Wider access gives hope to children in care

19th February 2010 at 00:00
Only 2.6 per cent of looked-after children go on to higher education. A UK charity is working with Scottish universities to change this

Many young people brought up in the care system are ill-prepared for the transition to adult life. Disrupted childhood and no parental attachment can lead to a lack of continuity or consistency of care. Combined with past experiences of abuse and neglect, this can lead to poor mental health and difficulties adapting to social surroundings.

"These young people are more vulnerable and need more help, encouragement and support than the average young person," says Nicola McDade, 25.

Nicola entered the care system when she was six months old and, up until the age of six, went in and out of the system, including 18 months in a children's unit. Then she and one of her brothers got lucky and were placed in a foster home. She went on to graduate with honours in economic and social history with film studies from Glasgow University. Nicola is now working for Reuters in London.

Only 2.6 per cent of care leavers go on to higher education, compared with 35.5 per cent of other children. Before 2008, Scottish universities were oblivious to the number of students who had been in care. But now, thanks largely to the Frank Buttle Trust, that has changed and the "help, encouragement and support" that Nicola highlights is gradually becoming available.

In 2007, the Frank Buttle Trust Quality Mark Award was introduced in Scotland for universities which "go that extra mile to support students who have been in public care". The following year, the trust persuaded the Universities and Colleges Admissions Service (UCAS) to include a tick-box on its application forms, which care leavers can check, thereby identifying themselves to universities. Last year, for the first time, Scottish universities could find out from UCAS the number of care leavers who had applied for courses, how many were made firm offers, and the total who accepted places.

When care leavers arrive at university, the institutions now know who they are - provided they have checked the box on their UCAS form - and can support them. They can give them a named contact and accommodation all year round, not just during term, and they can help with funding and mentoring.

A university with the Frank Buttle Quality Mark Award will have formed working relationships with local authorities to put a plan in place for young people leaving care.

Strathclyde was one of the first Scottish universities to receive the award. It gives talks to carers on why university is a positive choice and how to fill out UCAS application forms. Each care leaver then receives a leaflet putting them in touch with a named contact, the university's care adviser, Imelda Devlin, and highlighting what the university can do for them:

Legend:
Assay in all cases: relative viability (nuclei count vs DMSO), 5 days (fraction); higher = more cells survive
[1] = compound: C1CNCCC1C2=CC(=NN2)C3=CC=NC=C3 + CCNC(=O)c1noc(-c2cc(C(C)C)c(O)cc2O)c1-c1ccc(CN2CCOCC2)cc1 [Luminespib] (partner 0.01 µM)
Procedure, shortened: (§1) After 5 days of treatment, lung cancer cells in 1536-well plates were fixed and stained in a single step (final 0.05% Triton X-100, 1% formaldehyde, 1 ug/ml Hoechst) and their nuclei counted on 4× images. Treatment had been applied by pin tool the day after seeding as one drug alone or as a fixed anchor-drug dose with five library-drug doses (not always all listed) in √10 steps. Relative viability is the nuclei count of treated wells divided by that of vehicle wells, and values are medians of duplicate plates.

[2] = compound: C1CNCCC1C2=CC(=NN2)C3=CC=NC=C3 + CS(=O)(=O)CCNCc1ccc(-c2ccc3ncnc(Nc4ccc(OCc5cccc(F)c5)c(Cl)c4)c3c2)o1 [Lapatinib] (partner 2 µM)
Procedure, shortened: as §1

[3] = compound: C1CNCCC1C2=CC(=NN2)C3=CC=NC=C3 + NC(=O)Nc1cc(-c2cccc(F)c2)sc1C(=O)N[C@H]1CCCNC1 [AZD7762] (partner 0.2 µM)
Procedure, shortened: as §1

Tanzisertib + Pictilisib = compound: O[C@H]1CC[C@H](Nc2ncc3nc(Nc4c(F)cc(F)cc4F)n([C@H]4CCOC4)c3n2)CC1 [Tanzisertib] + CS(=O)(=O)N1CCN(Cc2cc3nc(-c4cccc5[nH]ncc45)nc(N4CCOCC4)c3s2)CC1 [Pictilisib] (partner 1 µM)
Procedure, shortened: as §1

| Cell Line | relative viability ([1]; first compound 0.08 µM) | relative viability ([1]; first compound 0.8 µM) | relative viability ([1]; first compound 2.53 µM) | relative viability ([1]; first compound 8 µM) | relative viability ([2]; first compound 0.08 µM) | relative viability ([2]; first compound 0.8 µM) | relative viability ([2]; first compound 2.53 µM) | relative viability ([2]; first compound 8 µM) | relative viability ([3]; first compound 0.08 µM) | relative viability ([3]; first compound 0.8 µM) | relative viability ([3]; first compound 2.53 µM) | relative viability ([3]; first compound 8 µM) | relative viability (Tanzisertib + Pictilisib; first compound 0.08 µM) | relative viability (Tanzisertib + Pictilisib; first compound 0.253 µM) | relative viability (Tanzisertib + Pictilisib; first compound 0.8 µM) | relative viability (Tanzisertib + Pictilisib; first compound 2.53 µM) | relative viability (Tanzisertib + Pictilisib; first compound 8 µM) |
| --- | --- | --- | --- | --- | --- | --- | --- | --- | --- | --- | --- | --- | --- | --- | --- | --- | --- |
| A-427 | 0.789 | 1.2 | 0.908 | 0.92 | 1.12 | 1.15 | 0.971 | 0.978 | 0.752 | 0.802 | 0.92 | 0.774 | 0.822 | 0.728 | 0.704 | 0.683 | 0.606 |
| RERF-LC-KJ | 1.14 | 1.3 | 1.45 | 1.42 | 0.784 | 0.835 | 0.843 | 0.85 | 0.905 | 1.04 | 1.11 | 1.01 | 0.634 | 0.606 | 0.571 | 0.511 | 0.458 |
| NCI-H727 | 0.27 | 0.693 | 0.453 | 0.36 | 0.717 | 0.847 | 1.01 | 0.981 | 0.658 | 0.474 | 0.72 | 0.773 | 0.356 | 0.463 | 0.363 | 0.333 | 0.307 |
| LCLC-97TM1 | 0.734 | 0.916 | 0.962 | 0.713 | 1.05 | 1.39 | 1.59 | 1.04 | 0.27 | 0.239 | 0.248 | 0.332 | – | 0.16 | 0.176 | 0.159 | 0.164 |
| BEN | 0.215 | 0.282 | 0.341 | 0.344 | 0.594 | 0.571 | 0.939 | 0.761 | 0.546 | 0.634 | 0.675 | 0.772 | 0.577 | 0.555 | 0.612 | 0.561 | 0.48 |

- Accommodation - you can stay in our halls of residence all year round.

- Money - we'll help you make sure that you get all the funding you are entitled to.

- Mentoring - you can get help from a second-year student who knows the ropes.

At Glasgow University, similar arrangements are in place and a pound;1,000 bursary is available. "The student just has to show they have spent time in care," says Neil Croll, acting head of widening participation at the university.

Universities have been on a "voyage of discovery", says Jonathan Staal, student academic support co-ordinator at Abertay University in Dundee. Four or five years ago, they knew little about the challenges facing care leavers.

Change began with Scottish Executive initiatives such as We Can and Must Do Better (2007), which highlighted the needs of looked-after children and young people and spelt out what the Government would do to help them. Recently, there has been a "burst of energy and motivation", he says.

Progress in the last couple of years has been "tremendous", says Graham Connelly, a senior lecturer in education at Strathclyde University and expert in the education of looked-after children. But he finds it "disappointing" that UCAS does not publish Scotland-wide figures. This would enable universities to see how they compare to other institutions, and would show whether the number of applications from care leavers was rising or falling: "At the moment, we just don't know what proportion of applications to Scottish universities come from people from a care background".

The challenge remains considerable, and competition for university places now is more intense than ever, with applications up this year by almost a third. The universities are optimistic, however, that commitment to widening participation is sufficiently embedded to ensure that care leavers do not lose out.

"The number of care leavers at university is still very small," says Mr Staal, "but as improvement takes place at school level, we will be ready and able to support more people as they come through."




The Frank Buttle Trust is the largest UK charity providing grant aid solely to individual children and young people. The trust introduced the quality mark for universities which "go that extra mile to support students who have been in public care", following research into the challenges care leavers face when moving on to higher education.

The research, which involved 129 care leavers, found those who succeeded did so against considerable odds, both in terms of pre-entry support and in the higher education institution.

Scottish universities which have received the Quality Mark Award include Abertay, Glasgow, Strathclyde, Glasgow Caledonian, Heriot-Watt, Napier, Stirling and the University of the West of Scotland.

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